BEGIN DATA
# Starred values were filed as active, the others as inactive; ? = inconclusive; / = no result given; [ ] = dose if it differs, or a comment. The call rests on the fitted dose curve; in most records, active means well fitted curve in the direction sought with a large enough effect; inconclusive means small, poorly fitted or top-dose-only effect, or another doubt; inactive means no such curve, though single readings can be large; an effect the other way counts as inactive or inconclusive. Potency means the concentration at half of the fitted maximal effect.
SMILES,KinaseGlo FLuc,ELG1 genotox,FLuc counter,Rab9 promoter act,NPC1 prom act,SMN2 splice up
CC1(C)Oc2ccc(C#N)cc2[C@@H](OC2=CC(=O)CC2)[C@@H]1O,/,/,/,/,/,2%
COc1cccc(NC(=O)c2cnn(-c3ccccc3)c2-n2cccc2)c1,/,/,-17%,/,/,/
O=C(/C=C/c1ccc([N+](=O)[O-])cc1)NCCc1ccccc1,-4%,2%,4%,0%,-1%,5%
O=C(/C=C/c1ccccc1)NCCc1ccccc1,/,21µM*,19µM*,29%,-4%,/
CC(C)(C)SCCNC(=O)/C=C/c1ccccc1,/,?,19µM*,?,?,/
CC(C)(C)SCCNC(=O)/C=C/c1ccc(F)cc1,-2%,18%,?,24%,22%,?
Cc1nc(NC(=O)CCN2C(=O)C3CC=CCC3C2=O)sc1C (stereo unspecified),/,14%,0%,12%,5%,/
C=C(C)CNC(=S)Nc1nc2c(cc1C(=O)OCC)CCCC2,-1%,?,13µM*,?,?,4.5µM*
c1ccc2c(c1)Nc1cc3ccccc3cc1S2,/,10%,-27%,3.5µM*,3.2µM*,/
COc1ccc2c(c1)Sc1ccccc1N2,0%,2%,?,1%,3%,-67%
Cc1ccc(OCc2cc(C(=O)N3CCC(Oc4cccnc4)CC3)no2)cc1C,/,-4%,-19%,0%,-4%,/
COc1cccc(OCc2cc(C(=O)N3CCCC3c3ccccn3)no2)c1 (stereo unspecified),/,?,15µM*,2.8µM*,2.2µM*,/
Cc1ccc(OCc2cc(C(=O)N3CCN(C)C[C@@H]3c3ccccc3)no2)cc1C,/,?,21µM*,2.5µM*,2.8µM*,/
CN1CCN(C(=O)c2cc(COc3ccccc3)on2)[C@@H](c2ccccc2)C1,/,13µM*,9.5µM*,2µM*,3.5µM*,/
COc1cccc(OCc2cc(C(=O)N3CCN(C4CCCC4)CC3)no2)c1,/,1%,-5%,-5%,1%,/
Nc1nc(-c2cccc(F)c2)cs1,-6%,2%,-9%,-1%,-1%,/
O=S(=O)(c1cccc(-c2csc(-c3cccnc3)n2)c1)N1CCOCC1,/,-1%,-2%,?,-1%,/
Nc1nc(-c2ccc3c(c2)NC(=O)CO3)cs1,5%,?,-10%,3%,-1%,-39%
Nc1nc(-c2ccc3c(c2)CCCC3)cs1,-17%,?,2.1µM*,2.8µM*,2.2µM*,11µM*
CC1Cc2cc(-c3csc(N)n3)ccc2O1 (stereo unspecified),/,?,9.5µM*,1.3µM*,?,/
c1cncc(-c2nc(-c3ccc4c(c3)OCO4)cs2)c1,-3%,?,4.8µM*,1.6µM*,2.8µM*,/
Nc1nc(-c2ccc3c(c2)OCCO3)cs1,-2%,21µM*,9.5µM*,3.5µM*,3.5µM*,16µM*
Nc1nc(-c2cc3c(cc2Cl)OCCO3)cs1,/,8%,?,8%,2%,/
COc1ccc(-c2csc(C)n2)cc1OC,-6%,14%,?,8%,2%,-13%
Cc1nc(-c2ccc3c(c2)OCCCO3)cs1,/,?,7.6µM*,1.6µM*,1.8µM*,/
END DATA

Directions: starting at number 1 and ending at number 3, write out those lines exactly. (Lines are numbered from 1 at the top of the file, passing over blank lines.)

# Starred values were filed as active, the others as inactive; ? = inconclusive; / = no result given; [ ] = dose if it differs, or a comment. The call rests on the fitted dose curve; in most records, active means well fitted curve in the direction sought with a large enough effect; inconclusive means small, poorly fitted or top-dose-only effect, or another doubt; inactive means no such curve, though single readings can be large; an effect the other way counts as inactive or inconclusive. Potency means the concentration at half of the fitted maximal effect.
SMILES,KinaseGlo FLuc,ELG1 genotox,FLuc counter,Rab9 promoter act,NPC1 prom act,SMN2 splice up
CC1(C)Oc2ccc(C#N)cc2[C@@H](OC2=CC(=O)CC2)[C@@H]1O,/,/,/,/,/,2%